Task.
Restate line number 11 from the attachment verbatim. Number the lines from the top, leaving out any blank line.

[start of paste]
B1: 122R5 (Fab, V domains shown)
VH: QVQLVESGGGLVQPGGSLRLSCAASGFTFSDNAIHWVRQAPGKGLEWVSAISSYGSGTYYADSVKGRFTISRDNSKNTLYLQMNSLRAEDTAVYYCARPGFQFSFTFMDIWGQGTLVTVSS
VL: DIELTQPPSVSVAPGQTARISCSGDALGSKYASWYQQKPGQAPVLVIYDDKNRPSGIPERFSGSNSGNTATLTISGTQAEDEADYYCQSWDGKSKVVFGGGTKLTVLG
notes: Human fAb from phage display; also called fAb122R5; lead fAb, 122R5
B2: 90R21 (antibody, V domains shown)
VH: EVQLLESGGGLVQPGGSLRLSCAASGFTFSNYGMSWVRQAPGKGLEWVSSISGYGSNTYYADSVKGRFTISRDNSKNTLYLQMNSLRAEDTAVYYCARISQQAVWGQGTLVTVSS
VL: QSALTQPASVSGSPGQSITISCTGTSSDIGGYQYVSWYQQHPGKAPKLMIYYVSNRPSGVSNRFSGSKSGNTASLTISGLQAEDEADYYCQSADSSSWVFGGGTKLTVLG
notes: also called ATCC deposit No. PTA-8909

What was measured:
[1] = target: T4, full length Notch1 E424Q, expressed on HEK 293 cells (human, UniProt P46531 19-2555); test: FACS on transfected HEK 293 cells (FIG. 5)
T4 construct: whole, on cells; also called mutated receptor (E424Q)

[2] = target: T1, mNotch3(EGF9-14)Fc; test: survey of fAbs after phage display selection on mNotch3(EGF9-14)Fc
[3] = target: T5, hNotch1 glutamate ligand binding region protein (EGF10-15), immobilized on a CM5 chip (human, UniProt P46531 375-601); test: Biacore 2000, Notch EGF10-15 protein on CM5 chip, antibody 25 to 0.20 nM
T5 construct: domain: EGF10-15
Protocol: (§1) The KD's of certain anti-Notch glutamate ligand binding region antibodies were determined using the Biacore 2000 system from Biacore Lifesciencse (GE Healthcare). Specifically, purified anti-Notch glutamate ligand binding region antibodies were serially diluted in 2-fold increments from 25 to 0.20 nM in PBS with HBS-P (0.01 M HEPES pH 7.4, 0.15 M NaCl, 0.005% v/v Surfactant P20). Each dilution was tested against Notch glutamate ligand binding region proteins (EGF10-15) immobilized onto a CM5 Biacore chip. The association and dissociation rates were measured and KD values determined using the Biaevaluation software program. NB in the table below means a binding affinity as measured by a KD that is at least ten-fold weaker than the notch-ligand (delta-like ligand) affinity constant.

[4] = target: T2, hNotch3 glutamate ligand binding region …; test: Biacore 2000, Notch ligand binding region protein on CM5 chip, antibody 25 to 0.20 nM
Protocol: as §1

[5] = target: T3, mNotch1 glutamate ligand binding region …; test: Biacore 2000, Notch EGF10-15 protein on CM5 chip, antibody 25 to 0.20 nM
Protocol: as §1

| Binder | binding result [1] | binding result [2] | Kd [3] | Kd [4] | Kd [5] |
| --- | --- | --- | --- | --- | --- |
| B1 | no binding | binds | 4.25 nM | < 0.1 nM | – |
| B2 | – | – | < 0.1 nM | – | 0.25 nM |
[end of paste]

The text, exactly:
T4 construct: whole, on cells; also called mutated receptor (E424Q)